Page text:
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BSD

ubuntuBSD Is Looking to Become an Official Ubuntu Flavor

Filed under
BSD
Ubuntu

ubuntuBSD maintainer and lead developer Jon Boden is now looking for a way for his operating system to contribute to the Ubuntu community and, eventually, become an official Ubuntu flavor.

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FreeBSD/PC-BSD 10.3 vs. Linux Benchmarks

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BSD

With FreeBSD 10.3 having been released followed by the desktop-oriented PC-BSD 10.3 release that's running rather nicely, I decided to run some open-source performance benchmarks atop PC-BSD 10.3 x64 compared to various Linux distributions.

Originally I also aimed to run some PC-BSD vs. Linux gaming tests using the updated Linux binary compatibility layer in FreeBSD 10.3's kernel, but sadly, that didn't pan out. As noted in the aforelinked article, I've been running into a variety of issues that made my usual test candidates not run on PC-BSD 10.3 with either the x86 or x86_64 Linux binaries. If you want to see my old tests, there is FreeBSD: A Faster Platform For Linux Gaming Than Linux? from a few years ago.

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PC-BSD 10.3 Is Looking Great, Plus Trying The Linux Compatibility Layer

Filed under
Graphics/Benchmarks
BSD

Following this week's release of FreeBSD 10.3 has been the releases of the deskop-friendly PC-BSD 10.3 operating system along with PC-BSD's server-focused TrueOS 10.3 release. I've fired up PC-BSD 10.3 for some benchmarking and so far the experience has been going great.

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BSD and GNU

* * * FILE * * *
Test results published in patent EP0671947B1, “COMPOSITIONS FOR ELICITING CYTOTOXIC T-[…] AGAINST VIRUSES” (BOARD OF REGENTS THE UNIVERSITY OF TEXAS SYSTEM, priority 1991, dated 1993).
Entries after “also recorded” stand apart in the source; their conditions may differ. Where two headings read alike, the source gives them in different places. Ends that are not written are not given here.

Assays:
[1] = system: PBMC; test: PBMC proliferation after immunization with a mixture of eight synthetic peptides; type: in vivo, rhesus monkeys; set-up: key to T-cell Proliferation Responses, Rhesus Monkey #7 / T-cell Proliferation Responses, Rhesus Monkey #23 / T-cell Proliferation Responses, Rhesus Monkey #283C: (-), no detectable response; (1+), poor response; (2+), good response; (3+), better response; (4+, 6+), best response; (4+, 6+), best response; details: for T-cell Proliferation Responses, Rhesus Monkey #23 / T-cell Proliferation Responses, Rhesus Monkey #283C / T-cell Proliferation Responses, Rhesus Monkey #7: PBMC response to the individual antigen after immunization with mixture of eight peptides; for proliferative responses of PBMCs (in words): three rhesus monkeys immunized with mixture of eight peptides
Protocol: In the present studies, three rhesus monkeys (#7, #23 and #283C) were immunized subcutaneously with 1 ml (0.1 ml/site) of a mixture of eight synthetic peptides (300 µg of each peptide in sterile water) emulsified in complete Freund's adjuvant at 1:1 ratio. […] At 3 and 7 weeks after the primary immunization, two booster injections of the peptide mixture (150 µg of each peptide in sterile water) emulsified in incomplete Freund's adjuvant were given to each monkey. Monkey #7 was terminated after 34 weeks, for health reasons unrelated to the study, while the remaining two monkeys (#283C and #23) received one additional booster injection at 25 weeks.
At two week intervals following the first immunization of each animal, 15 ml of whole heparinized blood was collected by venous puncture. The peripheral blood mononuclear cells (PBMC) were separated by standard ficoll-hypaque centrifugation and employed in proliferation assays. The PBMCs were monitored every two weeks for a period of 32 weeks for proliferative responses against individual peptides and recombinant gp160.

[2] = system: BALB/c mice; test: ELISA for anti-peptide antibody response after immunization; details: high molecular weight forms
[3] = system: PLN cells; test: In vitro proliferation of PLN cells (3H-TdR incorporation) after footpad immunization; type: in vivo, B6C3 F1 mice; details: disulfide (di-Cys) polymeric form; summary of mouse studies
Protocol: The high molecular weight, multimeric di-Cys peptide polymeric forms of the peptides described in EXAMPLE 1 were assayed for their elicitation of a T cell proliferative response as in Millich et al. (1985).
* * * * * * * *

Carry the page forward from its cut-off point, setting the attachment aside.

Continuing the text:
Filed under
GNU
BSD

LLVM and FreeBSD

Filed under
BSD
  • LLVM's New LLD ELF Linker Continues To Mature For Linux Systems

    Last year LLVM developers made significant progress on developing a new ELF linker for Linux/Unix-like systems. Since then, this high-performance linker from LLD (dubbed "LLD") has continued maturing and gaining additional functionality.

  • FreeBSD 10.3 lands
  • FreeBSD 10.3 Officially Released With Much Better Linux Binary Compatibility

    FreeBSD 10.3 is now out in stable release form.

    FreeBSD 10.3 offers improvements to its UEFI boot loader support, support for high availability setups with the CAM Target Layout, much improved support to FreeBSD's Linux binary compatibility layer, support with the Linux compatibility layer for running 64-bit applications on x86_64, initial support for reroot support in the reboot utility, GNOME 3.16.2 is now packaged, and there are many other improvements.

PC-BSD 10.3 Is the Last in the Series, PC-BSD 11.0 Arrives Later This Year

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BSD

PC-BSD developer Kris Moore was more than happy to announce today, April 4, 2016, the release and immediate availability for download of the PC-BSD 10.3 operating system.

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FreeBSD 10.3 Officially Released with Skylake Support, ZFS Boot Capability, More

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BSD

Today, April 4, 2016, the FreeBSD project proudly announced the official release and general availability of the FreeBSD 10.3 operating system powered by a BSD kernel.

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Also: FreeBSD 10.3 Officially Released With Much Better Linux Binary Compatibility

UbuntuBSD

Filed under
BSD
Ubuntu